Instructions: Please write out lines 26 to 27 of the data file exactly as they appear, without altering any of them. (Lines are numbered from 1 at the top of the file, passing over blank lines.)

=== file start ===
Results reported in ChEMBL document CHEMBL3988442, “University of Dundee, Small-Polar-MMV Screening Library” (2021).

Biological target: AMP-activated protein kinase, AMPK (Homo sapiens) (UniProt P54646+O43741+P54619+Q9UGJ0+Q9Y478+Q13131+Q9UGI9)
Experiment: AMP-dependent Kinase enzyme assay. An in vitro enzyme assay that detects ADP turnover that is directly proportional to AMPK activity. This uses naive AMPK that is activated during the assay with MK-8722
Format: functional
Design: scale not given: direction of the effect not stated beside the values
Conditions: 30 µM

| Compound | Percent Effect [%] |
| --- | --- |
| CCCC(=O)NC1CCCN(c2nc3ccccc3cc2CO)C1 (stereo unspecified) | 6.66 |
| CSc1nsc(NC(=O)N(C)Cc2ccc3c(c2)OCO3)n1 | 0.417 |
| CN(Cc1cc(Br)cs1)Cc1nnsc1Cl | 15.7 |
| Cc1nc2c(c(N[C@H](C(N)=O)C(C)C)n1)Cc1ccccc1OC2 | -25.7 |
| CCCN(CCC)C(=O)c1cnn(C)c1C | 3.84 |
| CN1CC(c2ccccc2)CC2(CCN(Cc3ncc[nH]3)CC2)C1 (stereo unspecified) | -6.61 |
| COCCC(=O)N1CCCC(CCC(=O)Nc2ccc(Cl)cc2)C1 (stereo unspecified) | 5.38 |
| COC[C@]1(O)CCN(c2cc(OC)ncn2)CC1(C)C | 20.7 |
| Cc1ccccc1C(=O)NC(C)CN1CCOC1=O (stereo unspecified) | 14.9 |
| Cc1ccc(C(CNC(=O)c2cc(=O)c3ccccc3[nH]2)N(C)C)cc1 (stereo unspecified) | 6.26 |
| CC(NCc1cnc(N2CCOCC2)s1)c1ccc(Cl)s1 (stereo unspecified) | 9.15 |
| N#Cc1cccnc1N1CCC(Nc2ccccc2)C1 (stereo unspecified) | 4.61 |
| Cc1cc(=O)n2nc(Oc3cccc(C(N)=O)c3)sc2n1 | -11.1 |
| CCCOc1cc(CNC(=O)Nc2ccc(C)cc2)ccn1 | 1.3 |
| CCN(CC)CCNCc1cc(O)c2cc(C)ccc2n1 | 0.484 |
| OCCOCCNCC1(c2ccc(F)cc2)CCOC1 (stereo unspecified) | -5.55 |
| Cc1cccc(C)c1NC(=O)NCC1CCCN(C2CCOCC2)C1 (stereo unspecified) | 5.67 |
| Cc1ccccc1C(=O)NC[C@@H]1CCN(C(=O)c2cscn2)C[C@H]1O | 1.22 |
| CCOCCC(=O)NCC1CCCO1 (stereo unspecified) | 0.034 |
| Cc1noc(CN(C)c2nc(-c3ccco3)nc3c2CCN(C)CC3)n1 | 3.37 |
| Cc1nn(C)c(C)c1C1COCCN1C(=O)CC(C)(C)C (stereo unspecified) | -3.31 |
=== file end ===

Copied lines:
| Cc1ccccc1C(=O)NC[C@@H]1CCN(C(=O)c2cscn2)C[C@H]1O | 1.22 |
| CCOCCC(=O)NCC1CCCO1 (stereo unspecified) | 0.034 |